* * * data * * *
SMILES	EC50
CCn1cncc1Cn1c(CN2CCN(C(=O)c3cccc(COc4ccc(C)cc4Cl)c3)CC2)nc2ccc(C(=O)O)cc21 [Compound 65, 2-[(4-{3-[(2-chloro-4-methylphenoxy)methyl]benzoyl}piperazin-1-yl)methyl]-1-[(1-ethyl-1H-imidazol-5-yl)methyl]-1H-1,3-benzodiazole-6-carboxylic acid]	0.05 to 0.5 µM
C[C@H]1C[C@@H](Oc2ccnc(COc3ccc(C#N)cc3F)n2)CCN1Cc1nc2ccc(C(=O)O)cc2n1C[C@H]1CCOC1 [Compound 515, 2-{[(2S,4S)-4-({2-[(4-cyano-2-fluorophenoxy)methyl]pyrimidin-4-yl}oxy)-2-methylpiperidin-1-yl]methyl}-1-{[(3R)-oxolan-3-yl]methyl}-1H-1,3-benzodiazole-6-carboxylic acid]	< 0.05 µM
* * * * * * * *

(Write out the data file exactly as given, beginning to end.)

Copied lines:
SMILES	EC50
CCn1cncc1Cn1c(CN2CCN(C(=O)c3cccc(COc4ccc(C)cc4Cl)c3)CC2)nc2ccc(C(=O)O)cc21 [Compound 65, 2-[(4-{3-[(2-chloro-4-methylphenoxy)methyl]benzoyl}piperazin-1-yl)methyl]-1-[(1-ethyl-1H-imidazol-5-yl)methyl]-1H-1,3-benzodiazole-6-carboxylic acid]	0.05 to 0.5 µM
C[C@H]1C[C@@H](Oc2ccnc(COc3ccc(C#N)cc3F)n2)CCN1Cc1nc2ccc(C(=O)O)cc2n1C[C@H]1CCOC1 [Compound 515, 2-{[(2S,4S)-4-({2-[(4-cyano-2-fluorophenoxy)methyl]pyrimidin-4-yl}oxy)-2-methylpiperidin-1-yl]methyl}-1-{[(3R)-oxolan-3-yl]methyl}-1H-1,3-benzodiazole-6-carboxylic acid]	< 0.05 µM